For the owners of Bacci Chocolate Design in Swampscott, a hike in the minimum wage could take a real bite out of their profit margin.
“It’s going to eat into everyone’s margins,” said Carlo Bacci, of Reading.
In fact, he and his wife are so concerned about a Senate proposal, which would gradually raise the minimum wage to $11 an hour by 2015, that they submitted testimony against it to lawmakers.
Bacci and his wife, Erin Calvo-Bacci, say they pay their new hires a few dollars more than minimum wage. They operate a candy factory on Columbia Street in Swampscott and The Chocolate Truffle candy store in Reading. At this time of year, they have just three employees in Swampscott, including one who is part time, and the retail store employs about five people. In late August, the business hires four to five seasonal employees to gear up for the holidays.
If minimum wage goes up, however, the Baccis say they’d need to raise their employees’ salaries to stay competitive. And that, they say, would add to their rising cost of doing business, which includes everything from unemployment insurance requirements to the increased cost of peanut butter for their peanut butter cups.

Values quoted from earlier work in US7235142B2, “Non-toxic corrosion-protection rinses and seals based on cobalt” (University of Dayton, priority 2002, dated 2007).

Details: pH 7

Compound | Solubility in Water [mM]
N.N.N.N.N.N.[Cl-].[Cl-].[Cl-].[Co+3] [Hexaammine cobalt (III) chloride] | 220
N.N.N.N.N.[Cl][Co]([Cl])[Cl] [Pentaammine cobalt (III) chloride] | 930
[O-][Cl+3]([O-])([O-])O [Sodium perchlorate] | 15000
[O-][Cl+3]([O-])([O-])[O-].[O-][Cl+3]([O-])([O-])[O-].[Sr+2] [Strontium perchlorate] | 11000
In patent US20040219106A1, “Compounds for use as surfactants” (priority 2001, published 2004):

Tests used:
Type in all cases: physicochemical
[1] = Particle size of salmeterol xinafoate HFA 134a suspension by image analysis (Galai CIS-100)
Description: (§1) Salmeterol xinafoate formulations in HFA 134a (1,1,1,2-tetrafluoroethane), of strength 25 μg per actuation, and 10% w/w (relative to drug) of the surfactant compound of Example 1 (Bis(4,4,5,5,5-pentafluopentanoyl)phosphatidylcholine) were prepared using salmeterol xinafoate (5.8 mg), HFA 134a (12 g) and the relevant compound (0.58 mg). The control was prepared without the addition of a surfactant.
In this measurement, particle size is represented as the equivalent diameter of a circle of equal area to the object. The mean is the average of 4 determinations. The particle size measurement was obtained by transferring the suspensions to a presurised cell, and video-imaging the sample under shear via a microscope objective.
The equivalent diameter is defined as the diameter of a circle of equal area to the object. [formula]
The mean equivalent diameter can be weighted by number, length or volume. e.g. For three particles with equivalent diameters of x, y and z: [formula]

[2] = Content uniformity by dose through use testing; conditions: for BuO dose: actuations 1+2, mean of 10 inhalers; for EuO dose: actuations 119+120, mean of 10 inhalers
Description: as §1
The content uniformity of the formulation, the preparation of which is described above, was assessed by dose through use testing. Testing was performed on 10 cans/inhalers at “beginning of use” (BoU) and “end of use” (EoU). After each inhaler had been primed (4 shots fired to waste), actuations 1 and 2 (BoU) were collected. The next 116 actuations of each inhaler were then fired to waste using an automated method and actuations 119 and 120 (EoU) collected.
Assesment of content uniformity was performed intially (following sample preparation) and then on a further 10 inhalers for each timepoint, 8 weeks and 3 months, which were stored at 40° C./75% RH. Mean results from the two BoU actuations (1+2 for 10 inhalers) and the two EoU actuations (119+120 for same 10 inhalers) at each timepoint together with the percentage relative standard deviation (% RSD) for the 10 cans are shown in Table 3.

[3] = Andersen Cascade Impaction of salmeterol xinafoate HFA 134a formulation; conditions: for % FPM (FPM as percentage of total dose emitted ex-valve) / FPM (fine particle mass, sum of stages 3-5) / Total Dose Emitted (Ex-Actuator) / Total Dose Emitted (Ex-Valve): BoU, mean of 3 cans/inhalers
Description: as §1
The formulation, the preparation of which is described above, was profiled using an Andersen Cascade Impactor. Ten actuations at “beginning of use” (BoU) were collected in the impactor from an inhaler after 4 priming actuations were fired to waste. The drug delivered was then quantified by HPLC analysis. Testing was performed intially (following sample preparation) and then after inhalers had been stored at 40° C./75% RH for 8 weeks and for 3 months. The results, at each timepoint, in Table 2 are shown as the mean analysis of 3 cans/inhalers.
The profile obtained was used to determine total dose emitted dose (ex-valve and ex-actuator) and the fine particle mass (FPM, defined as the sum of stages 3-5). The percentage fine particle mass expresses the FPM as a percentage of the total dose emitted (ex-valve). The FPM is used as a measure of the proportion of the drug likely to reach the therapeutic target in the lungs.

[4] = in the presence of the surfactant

“Increasing the minimum wage will not improve our commonwealth’s economy because we know that even if the minimum wage goes to $11 (an) hour, it will not help a primary financial provider survive. What is going to help them survive is having skill sets that are valued at a higher rate than minimum wage,” Calvo-Bacci wrote in her testimony to the Senate.
The bill, sponsored by Sen. Marc Pacheco of Taunton, would increase the state minimum wage from $8 to $11 at a time when President Barack Obama is proposing to raise the federal minimum wage to $9 an hour. Pacheco’s bill would increase the state minimum wage to $9 an hour 90 days after the bill becomes law; $10 an hour on July 1, 2014; and $11 an hour on July 1, 2015.